U.S. Rocketry Students Soar at International Championship
July 15, 2016
Middle School Students from Bellevue, Washington Win Contest at Farnborough International Airshow
London — Five students from Odle Middle School in Bellevue, Washington, took first place in the International Rocketry Challenge at the 2016 Farnborough International Airshow on July 15. The U.S. team, sponsored by the Raytheon Company (NYSE: RTN), bested teams from the United Kingdom, France and Japan. This is the second straight year a team from the United States claimed the international title.
“The International Rocketry Challenge brings together students from around the world, and is a great example of our global partnership to improve youth interest in aerospace and STEM education,” said Aerospace Industries Association President and CEO David F. Melcher. “Congratulations to the Space Potatoes and all of the IRC participants. Your hard work and ingenuity proves the future of our industry is bright.”
The teams designed, built and launched rockets with a goal of reaching an altitude of exactly 850 feet within a 44- to 46-second flight window. This year’s contest required rockets to carry two raw eggs, placed perpendicular to each other in the rocket’s body, a task that complicated rocket design. Scores were determined by how close the rockets approached the required height and time; cracked eggs would disqualify the flight.
“Representing the entire country was really intimidating,” said Mikaela Ikeda, captain of the Odle Middle School “Space Potatoes” rocketry team. “Luckily, we had each other for support and everyone did their jobs perfectly!”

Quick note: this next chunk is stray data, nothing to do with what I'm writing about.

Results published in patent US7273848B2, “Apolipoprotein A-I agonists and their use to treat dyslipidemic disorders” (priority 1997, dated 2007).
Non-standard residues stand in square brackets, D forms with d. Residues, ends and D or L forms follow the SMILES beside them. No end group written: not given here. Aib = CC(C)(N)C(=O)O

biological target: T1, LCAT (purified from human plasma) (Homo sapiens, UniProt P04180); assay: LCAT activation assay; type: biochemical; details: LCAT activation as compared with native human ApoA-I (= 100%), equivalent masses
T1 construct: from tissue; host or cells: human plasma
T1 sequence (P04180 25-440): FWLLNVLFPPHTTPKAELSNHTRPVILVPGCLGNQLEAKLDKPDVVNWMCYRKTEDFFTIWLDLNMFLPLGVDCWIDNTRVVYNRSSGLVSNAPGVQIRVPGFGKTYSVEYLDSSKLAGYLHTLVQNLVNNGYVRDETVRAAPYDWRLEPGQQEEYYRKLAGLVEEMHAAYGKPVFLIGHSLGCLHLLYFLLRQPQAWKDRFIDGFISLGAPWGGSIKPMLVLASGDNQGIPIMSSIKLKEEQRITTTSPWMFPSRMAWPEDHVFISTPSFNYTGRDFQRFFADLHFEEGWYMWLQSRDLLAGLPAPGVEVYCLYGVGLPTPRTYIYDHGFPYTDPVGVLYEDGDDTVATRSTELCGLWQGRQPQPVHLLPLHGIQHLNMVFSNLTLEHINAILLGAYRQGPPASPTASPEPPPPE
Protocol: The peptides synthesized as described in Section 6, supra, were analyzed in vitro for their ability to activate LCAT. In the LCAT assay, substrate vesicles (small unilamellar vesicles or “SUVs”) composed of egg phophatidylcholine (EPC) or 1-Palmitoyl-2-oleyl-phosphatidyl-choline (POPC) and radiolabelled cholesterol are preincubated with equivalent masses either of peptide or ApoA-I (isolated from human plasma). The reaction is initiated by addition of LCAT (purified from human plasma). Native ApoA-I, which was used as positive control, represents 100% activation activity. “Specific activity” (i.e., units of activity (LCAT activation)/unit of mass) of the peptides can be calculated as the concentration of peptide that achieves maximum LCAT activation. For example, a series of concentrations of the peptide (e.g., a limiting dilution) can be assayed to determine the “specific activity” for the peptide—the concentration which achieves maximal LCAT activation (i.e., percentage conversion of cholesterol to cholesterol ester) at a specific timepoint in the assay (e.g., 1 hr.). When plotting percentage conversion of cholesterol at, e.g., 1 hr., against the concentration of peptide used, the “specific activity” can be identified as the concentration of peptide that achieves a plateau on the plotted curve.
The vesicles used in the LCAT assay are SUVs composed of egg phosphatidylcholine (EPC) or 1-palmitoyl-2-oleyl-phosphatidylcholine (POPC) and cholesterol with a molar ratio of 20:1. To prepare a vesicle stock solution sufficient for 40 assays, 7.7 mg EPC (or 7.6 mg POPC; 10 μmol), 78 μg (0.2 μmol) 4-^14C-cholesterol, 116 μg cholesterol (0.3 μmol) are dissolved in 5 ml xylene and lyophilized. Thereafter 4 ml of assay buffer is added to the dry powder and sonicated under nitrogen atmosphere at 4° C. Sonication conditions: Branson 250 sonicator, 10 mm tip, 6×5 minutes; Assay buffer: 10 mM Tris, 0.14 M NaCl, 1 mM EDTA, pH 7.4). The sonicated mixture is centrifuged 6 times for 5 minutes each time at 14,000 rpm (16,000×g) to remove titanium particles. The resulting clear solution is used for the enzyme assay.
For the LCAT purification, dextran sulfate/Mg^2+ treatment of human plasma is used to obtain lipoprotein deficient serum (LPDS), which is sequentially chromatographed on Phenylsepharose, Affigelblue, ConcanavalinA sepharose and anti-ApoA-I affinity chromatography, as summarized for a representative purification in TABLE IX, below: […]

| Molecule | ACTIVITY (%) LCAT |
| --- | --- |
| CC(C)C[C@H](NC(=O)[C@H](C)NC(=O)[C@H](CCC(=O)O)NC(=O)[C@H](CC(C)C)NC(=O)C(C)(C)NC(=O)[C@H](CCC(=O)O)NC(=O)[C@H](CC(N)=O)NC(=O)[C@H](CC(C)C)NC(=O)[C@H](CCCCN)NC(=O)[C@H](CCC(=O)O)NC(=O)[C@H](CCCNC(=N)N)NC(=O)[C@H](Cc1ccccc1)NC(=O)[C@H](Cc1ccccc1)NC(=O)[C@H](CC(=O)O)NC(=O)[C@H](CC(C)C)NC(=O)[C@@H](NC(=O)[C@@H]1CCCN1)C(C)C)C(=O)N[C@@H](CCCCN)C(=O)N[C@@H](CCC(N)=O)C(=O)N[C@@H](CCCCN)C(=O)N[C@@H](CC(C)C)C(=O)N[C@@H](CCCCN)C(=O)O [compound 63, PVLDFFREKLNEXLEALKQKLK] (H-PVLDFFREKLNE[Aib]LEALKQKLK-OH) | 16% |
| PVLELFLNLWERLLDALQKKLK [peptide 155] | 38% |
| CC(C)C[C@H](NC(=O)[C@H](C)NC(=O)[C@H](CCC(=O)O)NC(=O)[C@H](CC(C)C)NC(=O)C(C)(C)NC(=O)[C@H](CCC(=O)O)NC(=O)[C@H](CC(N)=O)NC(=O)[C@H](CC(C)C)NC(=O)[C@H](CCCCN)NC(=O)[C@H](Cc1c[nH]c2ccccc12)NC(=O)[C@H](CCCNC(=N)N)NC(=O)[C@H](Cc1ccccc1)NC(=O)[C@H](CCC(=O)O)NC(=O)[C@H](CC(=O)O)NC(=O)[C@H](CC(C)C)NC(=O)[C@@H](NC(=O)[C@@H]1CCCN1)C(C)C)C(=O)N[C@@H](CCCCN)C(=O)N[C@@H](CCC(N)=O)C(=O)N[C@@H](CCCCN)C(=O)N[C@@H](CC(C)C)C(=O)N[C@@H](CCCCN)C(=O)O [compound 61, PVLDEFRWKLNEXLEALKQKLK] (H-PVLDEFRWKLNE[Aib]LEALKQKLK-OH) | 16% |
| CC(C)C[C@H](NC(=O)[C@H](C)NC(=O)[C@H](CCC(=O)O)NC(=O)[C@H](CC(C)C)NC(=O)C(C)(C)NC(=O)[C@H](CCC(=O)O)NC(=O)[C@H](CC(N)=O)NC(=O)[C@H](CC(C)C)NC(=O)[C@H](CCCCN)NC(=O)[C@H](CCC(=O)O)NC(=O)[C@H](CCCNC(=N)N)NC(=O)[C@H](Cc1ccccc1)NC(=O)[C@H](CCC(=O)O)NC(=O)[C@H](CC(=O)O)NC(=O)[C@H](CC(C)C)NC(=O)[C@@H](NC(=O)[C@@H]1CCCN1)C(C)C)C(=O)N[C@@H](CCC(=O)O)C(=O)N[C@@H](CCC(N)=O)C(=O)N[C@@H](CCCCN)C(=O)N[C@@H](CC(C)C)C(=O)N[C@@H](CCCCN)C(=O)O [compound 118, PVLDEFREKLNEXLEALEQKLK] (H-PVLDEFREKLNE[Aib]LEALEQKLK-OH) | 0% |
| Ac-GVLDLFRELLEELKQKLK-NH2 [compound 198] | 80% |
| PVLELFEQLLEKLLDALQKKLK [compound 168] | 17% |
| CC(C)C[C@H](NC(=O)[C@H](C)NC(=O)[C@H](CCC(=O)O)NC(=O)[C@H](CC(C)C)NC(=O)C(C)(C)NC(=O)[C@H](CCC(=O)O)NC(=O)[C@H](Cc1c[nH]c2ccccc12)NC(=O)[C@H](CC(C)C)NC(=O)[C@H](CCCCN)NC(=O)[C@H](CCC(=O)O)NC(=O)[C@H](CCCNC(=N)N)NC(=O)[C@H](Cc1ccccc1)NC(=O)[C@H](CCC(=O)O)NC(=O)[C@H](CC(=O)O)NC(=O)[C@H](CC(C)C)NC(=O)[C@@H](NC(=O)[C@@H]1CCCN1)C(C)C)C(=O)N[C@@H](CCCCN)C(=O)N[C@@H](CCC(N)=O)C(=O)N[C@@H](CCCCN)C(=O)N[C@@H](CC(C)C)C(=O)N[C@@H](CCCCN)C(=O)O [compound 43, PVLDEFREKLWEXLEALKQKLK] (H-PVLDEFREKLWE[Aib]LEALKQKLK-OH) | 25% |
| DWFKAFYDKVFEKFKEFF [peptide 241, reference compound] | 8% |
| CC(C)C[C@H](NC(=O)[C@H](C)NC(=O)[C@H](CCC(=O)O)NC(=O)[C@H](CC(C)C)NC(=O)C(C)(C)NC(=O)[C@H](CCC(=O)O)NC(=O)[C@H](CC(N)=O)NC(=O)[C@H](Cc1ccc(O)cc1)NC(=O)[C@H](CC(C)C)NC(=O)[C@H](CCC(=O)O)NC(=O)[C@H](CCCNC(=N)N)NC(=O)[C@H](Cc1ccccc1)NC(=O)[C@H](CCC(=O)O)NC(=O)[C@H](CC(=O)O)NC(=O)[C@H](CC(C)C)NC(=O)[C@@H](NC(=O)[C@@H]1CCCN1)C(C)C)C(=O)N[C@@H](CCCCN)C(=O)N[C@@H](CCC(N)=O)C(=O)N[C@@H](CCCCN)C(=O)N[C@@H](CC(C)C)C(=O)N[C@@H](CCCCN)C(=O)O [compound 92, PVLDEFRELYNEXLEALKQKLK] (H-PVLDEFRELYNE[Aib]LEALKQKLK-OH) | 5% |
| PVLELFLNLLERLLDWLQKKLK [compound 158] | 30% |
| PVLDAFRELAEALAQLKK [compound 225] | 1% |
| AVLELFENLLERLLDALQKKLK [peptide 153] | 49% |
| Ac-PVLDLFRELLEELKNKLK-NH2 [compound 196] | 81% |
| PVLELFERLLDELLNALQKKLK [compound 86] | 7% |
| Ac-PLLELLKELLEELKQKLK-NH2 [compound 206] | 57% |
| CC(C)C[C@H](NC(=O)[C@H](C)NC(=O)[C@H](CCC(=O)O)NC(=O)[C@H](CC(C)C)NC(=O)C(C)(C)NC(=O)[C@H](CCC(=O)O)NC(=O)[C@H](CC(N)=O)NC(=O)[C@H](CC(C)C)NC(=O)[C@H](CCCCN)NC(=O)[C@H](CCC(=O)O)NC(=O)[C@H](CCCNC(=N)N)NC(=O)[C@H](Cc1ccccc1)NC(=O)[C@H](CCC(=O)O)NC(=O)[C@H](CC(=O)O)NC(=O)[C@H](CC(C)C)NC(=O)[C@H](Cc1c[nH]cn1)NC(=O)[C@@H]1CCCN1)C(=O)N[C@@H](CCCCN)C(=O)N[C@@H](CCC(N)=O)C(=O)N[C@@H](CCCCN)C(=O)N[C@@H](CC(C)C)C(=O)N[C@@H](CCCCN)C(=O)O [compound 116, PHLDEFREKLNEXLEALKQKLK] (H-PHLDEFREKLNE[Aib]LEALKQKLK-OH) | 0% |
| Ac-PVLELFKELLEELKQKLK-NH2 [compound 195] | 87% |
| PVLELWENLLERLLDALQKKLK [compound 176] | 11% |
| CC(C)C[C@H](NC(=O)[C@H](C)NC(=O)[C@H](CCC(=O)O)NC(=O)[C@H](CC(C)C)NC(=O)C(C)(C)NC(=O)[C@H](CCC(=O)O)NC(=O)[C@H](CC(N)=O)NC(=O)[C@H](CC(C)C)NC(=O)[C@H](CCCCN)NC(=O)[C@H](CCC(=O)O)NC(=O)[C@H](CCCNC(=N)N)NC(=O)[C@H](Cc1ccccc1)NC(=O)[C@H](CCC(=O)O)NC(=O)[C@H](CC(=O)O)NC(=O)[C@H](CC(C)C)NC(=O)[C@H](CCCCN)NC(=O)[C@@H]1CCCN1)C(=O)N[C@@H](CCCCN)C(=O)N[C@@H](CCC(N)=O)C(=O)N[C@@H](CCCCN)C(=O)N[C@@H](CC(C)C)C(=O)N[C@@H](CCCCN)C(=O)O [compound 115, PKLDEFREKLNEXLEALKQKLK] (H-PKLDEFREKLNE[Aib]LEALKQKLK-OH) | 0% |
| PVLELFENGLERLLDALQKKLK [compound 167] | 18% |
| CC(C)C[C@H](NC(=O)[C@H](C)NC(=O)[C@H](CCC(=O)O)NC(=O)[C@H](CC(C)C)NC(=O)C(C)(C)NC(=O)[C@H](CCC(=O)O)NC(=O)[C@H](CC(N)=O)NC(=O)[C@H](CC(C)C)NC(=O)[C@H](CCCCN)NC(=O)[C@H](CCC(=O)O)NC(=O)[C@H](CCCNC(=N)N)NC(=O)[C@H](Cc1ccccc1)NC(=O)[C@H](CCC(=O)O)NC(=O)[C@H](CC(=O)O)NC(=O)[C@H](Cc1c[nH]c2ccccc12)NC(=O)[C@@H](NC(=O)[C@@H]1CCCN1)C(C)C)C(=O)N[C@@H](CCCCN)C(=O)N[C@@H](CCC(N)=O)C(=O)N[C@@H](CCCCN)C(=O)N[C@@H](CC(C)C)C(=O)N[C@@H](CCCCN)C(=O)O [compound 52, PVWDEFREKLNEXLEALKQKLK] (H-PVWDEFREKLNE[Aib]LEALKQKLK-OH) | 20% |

The U.S. team, all eighth graders, included Mikaela Ikeda, 12; Stephanie Han, 13; Srivatshan Sakthinarayanan, 14; Karl Deerkop, 14; and Larry Jing 14.
The students presented their rocket design to a panel of international judges at Raytheon’s Farnborough International Airshow headquarters. The contest, which is intended to build communication and presentation skills, counted for 40 percent of their total competition score. The U.S. took first place in this portion of the challenge.
“TARC showcases the promise of young minds from around the world,” said Thomas A. Kennedy, Raytheon Chairman and CEO. “Competing in the aerospace industry’s flagship rocketry competition teaches future engineers that subject matter expertise, competitive discriminators and collaboration drive successful missions.”
The International Rocketry Challenge is the culmination of four separate competitions held annually around the globe: the Team America Rocketry Challenge (TARC) sponsored by the Aerospace Industries Association (AIA) and the National Association of Rocketry (NAR); the United Kingdom Aerospace Youth Rocketry Challenge (UKAYRoC) sponsored by ADS, the UK Aerospace, Defense, Security and Space association; the French Rocketry Challenge sponsored by Groupement des Industries Francaises Aeronautiques et Spatiales (GIFAS), the French aerospace industries association; and, for the first time, the Japanese Rocketry Challenge, sponsored by the Society of Japanese Aerospace Companies and the Japan Association of Rocketry.
Each contest brings together teams of middle and high school students to design, build and launch model rockets with the goal of inspiring young minds to become engaged in science, technology, engineering and math.
For more than a decade, Raytheon has supported the winners of the Team America Rocketry Challenge as they compete at international air shows. The program is part of the company’s broad-based MathMovesU® initiative to encourage students to pursue careers in science, technology, engineering and math (STEM).